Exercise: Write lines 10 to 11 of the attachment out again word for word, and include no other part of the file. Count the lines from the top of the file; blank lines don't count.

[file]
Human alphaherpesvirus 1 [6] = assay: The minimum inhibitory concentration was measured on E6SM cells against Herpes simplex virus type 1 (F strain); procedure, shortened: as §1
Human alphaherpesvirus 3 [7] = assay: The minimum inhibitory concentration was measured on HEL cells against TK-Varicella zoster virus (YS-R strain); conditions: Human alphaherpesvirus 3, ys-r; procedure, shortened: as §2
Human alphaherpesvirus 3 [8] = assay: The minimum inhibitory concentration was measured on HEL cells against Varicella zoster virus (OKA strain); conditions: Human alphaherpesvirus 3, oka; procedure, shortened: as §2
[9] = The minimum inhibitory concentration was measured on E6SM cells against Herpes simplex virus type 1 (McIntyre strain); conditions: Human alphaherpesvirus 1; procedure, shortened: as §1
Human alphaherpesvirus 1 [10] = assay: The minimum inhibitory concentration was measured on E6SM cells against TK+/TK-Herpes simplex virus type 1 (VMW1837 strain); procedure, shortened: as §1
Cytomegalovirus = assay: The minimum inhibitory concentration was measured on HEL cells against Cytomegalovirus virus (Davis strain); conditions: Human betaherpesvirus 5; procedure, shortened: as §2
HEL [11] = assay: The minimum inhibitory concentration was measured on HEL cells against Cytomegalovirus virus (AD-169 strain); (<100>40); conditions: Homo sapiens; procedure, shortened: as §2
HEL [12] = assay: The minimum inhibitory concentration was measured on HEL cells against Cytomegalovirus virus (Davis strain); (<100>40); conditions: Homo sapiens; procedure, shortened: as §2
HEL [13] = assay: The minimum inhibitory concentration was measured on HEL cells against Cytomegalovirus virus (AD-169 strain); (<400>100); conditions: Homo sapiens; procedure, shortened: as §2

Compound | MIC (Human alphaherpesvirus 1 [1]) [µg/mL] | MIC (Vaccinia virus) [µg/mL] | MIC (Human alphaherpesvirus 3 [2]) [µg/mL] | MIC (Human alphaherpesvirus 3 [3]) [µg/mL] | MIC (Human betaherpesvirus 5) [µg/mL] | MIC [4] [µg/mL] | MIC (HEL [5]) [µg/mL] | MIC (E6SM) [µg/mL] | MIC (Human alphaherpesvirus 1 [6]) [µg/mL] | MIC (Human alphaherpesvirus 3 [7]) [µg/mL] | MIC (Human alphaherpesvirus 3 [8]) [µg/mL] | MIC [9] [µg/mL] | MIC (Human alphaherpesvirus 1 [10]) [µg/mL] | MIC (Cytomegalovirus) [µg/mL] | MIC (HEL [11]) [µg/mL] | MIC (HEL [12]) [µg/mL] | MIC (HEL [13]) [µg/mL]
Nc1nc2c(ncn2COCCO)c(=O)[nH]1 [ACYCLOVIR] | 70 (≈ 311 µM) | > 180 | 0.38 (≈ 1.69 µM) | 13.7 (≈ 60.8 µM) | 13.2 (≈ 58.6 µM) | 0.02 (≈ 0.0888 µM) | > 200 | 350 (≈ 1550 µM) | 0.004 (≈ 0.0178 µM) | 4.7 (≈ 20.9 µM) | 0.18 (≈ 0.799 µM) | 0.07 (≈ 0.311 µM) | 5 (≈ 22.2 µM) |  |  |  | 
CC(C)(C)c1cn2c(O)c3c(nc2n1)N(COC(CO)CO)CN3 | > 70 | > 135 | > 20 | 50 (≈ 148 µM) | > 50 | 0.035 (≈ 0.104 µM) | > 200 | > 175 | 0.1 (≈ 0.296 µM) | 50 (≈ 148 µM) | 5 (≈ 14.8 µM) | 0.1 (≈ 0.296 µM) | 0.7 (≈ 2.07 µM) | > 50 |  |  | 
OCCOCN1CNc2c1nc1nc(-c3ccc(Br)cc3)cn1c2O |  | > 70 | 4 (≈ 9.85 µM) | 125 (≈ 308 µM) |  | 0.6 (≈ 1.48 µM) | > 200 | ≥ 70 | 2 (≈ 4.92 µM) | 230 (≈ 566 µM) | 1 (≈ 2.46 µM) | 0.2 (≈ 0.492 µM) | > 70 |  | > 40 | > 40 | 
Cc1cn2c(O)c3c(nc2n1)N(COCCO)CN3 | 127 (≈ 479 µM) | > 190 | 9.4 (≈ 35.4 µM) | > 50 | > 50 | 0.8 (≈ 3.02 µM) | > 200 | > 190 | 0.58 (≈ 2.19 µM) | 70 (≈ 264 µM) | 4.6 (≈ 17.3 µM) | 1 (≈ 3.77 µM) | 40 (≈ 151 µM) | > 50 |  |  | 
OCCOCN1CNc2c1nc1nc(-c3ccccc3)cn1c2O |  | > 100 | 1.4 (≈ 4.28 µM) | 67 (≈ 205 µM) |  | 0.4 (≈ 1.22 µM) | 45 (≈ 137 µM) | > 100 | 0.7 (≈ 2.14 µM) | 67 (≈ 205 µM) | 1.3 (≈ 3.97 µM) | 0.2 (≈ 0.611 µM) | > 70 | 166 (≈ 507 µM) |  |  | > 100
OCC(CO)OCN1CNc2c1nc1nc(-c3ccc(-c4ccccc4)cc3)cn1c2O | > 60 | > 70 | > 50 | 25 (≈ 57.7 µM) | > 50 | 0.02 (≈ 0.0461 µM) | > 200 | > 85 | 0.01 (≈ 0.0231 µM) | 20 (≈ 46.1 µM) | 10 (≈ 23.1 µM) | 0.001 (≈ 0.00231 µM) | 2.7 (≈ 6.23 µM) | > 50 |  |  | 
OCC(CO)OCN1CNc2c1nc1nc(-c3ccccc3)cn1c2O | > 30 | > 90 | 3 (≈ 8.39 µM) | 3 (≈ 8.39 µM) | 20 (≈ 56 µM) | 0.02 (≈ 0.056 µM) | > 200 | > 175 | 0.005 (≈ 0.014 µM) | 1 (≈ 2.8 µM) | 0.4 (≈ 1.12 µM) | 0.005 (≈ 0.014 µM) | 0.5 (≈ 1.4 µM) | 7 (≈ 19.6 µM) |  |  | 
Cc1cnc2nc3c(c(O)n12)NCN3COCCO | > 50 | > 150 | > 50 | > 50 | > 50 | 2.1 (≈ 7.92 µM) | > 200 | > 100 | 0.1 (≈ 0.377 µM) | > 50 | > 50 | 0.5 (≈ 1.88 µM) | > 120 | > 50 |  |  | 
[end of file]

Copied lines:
Compound | MIC (Human alphaherpesvirus 1 [1]) [µg/mL] | MIC (Vaccinia virus) [µg/mL] | MIC (Human alphaherpesvirus 3 [2]) [µg/mL] | MIC (Human alphaherpesvirus 3 [3]) [µg/mL] | MIC (Human betaherpesvirus 5) [µg/mL] | MIC [4] [µg/mL] | MIC (HEL [5]) [µg/mL] | MIC (E6SM) [µg/mL] | MIC (Human alphaherpesvirus 1 [6]) [µg/mL] | MIC (Human alphaherpesvirus 3 [7]) [µg/mL] | MIC (Human alphaherpesvirus 3 [8]) [µg/mL] | MIC [9] [µg/mL] | MIC (Human alphaherpesvirus 1 [10]) [µg/mL] | MIC (Cytomegalovirus) [µg/mL] | MIC (HEL [11]) [µg/mL] | MIC (HEL [12]) [µg/mL] | MIC (HEL [13]) [µg/mL]
Nc1nc2c(ncn2COCCO)c(=O)[nH]1 [ACYCLOVIR] | 70 (≈ 311 µM) | > 180 | 0.38 (≈ 1.69 µM) | 13.7 (≈ 60.8 µM) | 13.2 (≈ 58.6 µM) | 0.02 (≈ 0.0888 µM) | > 200 | 350 (≈ 1550 µM) | 0.004 (≈ 0.0178 µM) | 4.7 (≈ 20.9 µM) | 0.18 (≈ 0.799 µM) | 0.07 (≈ 0.311 µM) | 5 (≈ 22.2 µM) |  |  |  | 